Today peter pap posted this sumak khorjin face for sale on the internet.
Heres what he has to say about it.
Now then, RK knows a thing or two about sumak khorjin, and pap as well.
We will leave aside our comments about his career as a rug dealer or expertise and just focus on his attempts to demonstrate any ability to say something meaningful about this khorjin.
Anyone who begins a discussion about a sumak khorjin by referring to what is known as the classical carpet tradition is not only worth being called a Luddite moron but someone who must have been asleep for the last quarter century if not more.
Yessshhhh, pap open yer peepers.
Granted there was exchange between court weaving traditions, aka classical carpet tradition, and the town, village and encampment ones.
However, it was not a one way street as mr pap so foolishly implies. Fact of the matter is way back when there was NO court weaving there was village weaving.
Both the Ottoman and Safavid courts were not born omnipotent and they, too, were once upon a time lowly villagers and encampment dwellers.
Once you have gotten yer head straight about that, mr pap, then you might be able to realize your sumak bag is not based on Holbein medallions.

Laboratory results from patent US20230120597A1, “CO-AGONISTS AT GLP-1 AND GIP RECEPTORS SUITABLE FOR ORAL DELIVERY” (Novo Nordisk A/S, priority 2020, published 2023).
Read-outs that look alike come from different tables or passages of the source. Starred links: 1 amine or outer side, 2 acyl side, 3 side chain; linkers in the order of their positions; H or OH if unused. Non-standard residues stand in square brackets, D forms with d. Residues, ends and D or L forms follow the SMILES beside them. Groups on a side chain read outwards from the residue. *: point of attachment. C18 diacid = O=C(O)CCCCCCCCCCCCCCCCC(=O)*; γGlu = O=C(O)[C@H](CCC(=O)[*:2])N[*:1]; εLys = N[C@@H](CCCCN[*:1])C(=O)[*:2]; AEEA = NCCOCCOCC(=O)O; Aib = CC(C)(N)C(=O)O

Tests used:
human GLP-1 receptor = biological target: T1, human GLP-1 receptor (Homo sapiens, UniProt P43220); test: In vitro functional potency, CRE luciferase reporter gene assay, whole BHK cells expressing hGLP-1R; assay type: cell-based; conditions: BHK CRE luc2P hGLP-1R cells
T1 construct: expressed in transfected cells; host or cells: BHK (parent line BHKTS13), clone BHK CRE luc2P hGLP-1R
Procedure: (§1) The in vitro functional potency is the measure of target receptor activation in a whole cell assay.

What it is based on RK cannot tell you -- it's too generalized and amorphous to cite any direct antecendant -- but we can tell you it aint Holbein medallions.
And what the "distinctive Holbein derived cruciform shape centered with an octagon containing an eight-pointed star" is all about we have no clue.
Neither, we believe, do you.
Another point we take umbrage over is the quality of your bag's weave, as well as the quality of the articulation of design it tries to achieve. Both we find lacking and far from genius level.
For instance, let's look at the ashik border.
We see it as a flaccid, sloppy rendition. The comparison below with one from a sumak khorjin that is a masterpiece clearly demonstrates this beyond any doubt.
Left: Ashik border pap khorjin; Right: Ashik border RK collection
Your conclusion: "The result is a visually compelling statement" is nothing but embarrassingly hollow sales patter better never made public.
One thing pap is right about is price. A great sumak is worth all of $10,500, and in fact much more.
But not this one of pap's. Not by a long shot.
It's a mediocre mid-19th century example we would not bother to own regardless of price.
And we sincerely doubt anyone else will as well.